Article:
Thanks to James B. Jordan, David J. Rabinowitz and Garland L. Reid of Sutherland for putting together an alert on a topic that is on the mind of landlords.


Not Not Creating a Title Insurance Behemoth

The off and on combination of Land America Financial Group with Fidelity National Title Title is back again. LandAmerica press release: LandAmerica Signs Stock Purchase Agreement for Underwriters.

The two signed a merger, then Fidelity terminated, now they restructured the transaction again. This time, Fidelity is purchasing the Lawyers Title and Commonwealth Land Title subsidiaries.

The parent holding company and its 1031 exchange company are filing for bankruptcy. That sounds like bad news for anyone with cash sitting in a LandAmerica 1031 account. It turns out that the company had $290 million invested in auction rate securities as part of the its 1031 business.[Fitch Downgrades LandAmerica’s IFS to ‘BB’; on Watch Negative] Perhaps that is what Fidelity saw during its diligence and decided to cancel the original deal.

That means Commonwealth Land Title Insurance Company and Lawyers Title Insurance Corporation will combine with Fidelity National Title, Chicago Title, Ticor Title, Security Union Title and Alamo Title.

Its unclear how the transactions will impact employees and agents of LandAmerica, Lawyers Title and Commonwealth Title. David Stejkowski of the The Dirt Lawyer’s Blog thinks it will be good for agents to “have the backing of the 800 pound gorilla in writing policies.”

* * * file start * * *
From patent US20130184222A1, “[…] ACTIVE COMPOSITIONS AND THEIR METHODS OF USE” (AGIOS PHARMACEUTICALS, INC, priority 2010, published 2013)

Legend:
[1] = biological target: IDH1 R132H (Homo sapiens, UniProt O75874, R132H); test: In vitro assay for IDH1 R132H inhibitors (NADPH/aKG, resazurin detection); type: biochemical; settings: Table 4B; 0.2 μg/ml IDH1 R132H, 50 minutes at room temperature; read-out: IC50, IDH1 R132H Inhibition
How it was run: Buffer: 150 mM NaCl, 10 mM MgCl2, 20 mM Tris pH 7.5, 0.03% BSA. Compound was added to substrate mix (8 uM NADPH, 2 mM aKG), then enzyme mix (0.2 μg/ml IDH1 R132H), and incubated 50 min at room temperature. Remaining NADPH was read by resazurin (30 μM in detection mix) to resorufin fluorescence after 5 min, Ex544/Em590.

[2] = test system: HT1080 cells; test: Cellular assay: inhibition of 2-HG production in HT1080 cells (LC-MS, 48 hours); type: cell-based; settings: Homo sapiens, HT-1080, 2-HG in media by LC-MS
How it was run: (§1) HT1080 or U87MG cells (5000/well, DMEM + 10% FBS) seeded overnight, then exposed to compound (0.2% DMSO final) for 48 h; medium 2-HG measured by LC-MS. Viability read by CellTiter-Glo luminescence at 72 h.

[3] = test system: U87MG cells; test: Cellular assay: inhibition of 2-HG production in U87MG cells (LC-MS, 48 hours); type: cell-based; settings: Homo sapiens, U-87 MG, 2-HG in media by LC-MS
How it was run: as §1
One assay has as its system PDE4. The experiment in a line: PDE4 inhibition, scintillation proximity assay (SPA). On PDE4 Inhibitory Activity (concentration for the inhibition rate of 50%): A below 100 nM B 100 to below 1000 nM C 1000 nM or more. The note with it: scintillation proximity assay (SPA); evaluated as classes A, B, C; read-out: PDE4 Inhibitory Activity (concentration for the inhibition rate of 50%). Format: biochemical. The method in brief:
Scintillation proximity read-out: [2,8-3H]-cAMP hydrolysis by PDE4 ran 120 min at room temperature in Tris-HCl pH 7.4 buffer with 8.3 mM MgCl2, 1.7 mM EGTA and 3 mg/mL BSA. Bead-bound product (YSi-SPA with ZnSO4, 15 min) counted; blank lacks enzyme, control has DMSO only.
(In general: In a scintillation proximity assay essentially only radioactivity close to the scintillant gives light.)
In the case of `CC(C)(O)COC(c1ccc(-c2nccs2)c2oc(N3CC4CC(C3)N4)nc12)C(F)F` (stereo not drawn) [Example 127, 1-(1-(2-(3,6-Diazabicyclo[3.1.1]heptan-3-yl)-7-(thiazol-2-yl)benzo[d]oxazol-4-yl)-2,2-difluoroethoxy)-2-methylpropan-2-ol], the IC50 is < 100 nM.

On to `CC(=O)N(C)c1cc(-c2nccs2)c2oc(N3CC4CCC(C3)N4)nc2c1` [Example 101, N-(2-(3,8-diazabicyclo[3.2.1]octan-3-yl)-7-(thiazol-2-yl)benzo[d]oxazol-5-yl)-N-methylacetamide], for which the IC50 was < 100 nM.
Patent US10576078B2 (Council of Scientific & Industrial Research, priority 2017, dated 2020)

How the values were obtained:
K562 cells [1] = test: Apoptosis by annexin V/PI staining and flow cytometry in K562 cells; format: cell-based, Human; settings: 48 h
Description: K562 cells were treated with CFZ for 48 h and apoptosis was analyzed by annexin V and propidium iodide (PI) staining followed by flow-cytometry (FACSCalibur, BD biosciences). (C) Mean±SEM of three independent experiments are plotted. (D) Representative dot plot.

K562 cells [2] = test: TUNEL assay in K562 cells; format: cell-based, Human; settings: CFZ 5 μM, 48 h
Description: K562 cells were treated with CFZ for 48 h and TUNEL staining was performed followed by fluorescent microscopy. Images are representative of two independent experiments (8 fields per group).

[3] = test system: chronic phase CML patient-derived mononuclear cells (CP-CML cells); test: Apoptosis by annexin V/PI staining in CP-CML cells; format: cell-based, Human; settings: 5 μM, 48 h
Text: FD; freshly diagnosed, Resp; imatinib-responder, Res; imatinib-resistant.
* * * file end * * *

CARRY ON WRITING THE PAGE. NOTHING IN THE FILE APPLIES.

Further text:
The combined company will have almost half of the real estate title insurance market, based on the Demotech Performance of Title Insurance Companies 2008 Edition.

See my prior posts:


Not Creating a Title Insurance Behemoth

Fidelity National Financial, Inc. (NYSE: FNFNews) canceled its plans to acquire LandAmerica Financial Group, Inc. (NYSE: LFGNews) . The combination would have created a behemoth that controlled almost half of the title insurance market.

Under the agreement, Fidelity National had discretion to terminate the merger on or before Nov. 21 under its contractual due diligence termination right. Fidelity exercised that termination.

LFG’s stock price plunged over 80% today on that news. On Nov. 10, LandAmerica reported in its third-quarter results that it was no longer in compliance with financial debt covenants and hadn’t yet obtained waivers, putting into a growing list of companies with “growing concern doubts.”

See also:


Creating a Title Insurance Behomoth

Fidelity National Financial, Inc. (NYSE: FNFNews) and LandAmerica Financial Group, Inc. (NYSE: LFGNews) today announced the signing of a definitive merger agreement under which FNF will acquire LFG. [Press Release]

That means Commonwealth Land Title Insurance Company and Lawyers Title Insurance Corporation will combine with Fidelity National Title, Chicago Title, Ticor Title, Security Union Title and Alamo Title.